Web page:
Z is for Zinnia
Written by Kerry E.B. Black
Zinnia belongs to the daisy family. The annual is named in honor of 18th century German botanist Johann Gottfried Zinn. The flower attracts hummingbirds and defends against whiteflies, making it a companion plant for crops. Spa products sometimes contain zinnia.
Zinnia is the flower of thoughtfulness and friendship. A gift of a bouquet of mixed zinnia means thoughts of an absent friend, while individual colors are assigned individual meanings, according to the language of flowers. A scarlet zinnia symbolizes constancy, a yellow zinnia means daily remembrance, and a white zinnia represents goodness.
To many Southwestern Native American tribes, zinnia flowers and leaves serve as ritual herbs and medicine. It is one of the sacred plants of the Navajo tribe, and to the Pueblos, zinnia’s a symbol of wisdom and fed to children to inspire intellect. Their blooms create bright dyes and paints.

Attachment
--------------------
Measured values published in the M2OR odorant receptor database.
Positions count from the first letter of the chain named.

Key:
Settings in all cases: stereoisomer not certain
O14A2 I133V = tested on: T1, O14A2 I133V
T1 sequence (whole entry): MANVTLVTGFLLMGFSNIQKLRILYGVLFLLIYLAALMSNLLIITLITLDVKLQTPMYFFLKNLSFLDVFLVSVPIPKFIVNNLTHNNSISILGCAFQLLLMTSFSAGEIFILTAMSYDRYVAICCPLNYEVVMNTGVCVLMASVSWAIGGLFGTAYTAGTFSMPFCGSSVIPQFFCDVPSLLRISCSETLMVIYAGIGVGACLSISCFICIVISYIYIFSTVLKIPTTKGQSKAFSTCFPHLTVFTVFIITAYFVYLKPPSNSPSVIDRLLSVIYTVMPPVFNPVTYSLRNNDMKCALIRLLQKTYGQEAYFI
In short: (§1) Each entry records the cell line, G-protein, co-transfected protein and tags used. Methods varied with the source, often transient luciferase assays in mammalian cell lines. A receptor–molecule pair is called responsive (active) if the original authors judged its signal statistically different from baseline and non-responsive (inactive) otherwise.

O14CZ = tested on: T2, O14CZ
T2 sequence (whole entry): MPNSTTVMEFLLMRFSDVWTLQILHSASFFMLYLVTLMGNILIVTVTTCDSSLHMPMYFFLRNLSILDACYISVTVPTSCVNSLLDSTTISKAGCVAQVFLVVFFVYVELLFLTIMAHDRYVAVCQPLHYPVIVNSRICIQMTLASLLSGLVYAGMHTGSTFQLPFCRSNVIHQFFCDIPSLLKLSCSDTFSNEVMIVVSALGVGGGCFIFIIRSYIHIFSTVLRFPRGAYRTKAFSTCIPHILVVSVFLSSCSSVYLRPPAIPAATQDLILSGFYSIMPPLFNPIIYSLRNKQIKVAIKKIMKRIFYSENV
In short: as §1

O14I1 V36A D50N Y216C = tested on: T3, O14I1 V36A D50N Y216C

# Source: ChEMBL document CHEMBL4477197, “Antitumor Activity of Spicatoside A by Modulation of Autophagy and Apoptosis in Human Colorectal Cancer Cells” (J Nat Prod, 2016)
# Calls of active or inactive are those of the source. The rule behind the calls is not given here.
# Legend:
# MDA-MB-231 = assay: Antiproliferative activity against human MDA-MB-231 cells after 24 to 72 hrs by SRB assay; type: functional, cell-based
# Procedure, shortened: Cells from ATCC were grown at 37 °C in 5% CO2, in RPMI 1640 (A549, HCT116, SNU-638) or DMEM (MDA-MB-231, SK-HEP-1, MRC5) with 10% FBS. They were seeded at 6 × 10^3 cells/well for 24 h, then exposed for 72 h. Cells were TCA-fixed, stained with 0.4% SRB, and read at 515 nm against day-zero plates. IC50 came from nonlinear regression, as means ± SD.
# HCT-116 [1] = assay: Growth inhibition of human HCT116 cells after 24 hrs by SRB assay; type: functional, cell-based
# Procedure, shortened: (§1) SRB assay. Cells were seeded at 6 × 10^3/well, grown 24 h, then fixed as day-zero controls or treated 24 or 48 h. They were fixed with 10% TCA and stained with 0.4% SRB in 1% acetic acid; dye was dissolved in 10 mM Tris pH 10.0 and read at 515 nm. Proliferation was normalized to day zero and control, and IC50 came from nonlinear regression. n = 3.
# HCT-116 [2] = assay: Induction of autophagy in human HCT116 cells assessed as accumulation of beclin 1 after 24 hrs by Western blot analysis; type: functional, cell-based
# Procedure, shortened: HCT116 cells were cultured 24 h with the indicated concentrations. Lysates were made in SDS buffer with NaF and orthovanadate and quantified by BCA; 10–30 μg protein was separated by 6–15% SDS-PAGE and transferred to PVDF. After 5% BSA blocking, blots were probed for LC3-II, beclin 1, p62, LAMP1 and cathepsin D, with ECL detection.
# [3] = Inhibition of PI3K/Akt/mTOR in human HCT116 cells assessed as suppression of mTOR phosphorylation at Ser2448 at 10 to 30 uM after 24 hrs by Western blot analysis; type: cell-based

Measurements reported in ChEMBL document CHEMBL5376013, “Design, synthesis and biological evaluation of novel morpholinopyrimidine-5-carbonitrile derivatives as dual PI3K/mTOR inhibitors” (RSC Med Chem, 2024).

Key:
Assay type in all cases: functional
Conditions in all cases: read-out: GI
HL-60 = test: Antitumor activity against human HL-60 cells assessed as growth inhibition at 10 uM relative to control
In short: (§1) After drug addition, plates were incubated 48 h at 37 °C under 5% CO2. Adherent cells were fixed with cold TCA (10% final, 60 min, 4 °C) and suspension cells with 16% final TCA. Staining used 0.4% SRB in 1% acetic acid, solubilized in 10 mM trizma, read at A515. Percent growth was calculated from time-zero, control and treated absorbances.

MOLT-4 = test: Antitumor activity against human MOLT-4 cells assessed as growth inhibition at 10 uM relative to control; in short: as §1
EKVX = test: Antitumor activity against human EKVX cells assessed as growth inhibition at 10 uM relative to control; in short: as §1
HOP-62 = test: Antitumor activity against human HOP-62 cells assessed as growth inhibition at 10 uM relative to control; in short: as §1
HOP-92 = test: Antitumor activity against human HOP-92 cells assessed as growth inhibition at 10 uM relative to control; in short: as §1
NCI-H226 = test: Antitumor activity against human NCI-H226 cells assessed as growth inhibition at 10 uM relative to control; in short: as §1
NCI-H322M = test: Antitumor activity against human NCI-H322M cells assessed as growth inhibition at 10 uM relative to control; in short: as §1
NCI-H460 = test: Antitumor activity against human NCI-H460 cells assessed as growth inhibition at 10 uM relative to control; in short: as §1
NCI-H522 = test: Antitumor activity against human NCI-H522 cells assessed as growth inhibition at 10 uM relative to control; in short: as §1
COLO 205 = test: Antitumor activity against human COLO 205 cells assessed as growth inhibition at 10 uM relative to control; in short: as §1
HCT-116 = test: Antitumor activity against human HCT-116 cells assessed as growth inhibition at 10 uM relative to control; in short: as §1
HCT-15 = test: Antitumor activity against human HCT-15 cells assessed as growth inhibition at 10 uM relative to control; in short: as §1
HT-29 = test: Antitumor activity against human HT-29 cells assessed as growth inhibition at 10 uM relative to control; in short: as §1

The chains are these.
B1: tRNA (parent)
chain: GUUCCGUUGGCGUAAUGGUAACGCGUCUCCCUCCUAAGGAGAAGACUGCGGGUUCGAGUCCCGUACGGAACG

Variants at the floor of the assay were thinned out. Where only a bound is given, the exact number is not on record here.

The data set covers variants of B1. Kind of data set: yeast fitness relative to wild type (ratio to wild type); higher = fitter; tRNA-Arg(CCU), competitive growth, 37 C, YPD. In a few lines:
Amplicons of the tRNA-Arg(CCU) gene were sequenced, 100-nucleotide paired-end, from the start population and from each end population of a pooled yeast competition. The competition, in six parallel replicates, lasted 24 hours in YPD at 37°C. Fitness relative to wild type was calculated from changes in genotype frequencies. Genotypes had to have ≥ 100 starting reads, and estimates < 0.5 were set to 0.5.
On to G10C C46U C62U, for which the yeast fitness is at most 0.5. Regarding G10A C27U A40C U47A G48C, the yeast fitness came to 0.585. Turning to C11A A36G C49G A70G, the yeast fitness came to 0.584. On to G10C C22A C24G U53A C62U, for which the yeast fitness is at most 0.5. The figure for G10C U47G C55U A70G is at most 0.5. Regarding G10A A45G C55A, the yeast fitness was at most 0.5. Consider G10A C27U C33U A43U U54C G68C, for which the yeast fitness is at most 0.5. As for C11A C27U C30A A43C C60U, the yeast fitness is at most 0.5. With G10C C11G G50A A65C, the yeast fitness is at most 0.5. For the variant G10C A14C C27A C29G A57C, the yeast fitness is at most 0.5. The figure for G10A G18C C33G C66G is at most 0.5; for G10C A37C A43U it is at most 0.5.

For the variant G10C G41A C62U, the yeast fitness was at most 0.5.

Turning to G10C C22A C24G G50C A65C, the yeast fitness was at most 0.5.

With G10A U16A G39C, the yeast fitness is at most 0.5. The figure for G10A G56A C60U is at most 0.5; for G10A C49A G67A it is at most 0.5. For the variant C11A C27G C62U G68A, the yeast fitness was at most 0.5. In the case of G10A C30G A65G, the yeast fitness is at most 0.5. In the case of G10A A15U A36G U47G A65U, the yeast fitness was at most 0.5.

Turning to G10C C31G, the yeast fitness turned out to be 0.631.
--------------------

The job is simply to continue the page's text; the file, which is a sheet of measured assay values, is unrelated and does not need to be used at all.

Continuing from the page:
The name Zinnia has grown in popularity since the late 1960’s, and it has made appearance in many literary works. Zinnia Wormwood is the backward-thinking mother from “Matilda” by Roald Dahl. Jayne Castle released a “St. Helen’s” book titled “Zinnia” with a lead named Zinnia Sprint. Cicely Mary Barker’s “Zinnia’s Magical Adventure” follows the adventures of an inquisitive flower fairy, and Monica Wellington’s “Zinnia’s Flower Garden” presents a girl’s desire to create a perfect garden. Danielle Davis has a middle grade fiction book titled “Zinnia and the Bees” slated to be published in August, 2017.
Zinnia is a plucky flower prolific in Mexico. However, it has a wandering spirit, establishing itself throughout the southwestern US and South America. In early 2016, NASA announced the blooming of a zinnia on the International Space Station, which was the first flower to grow in outer space.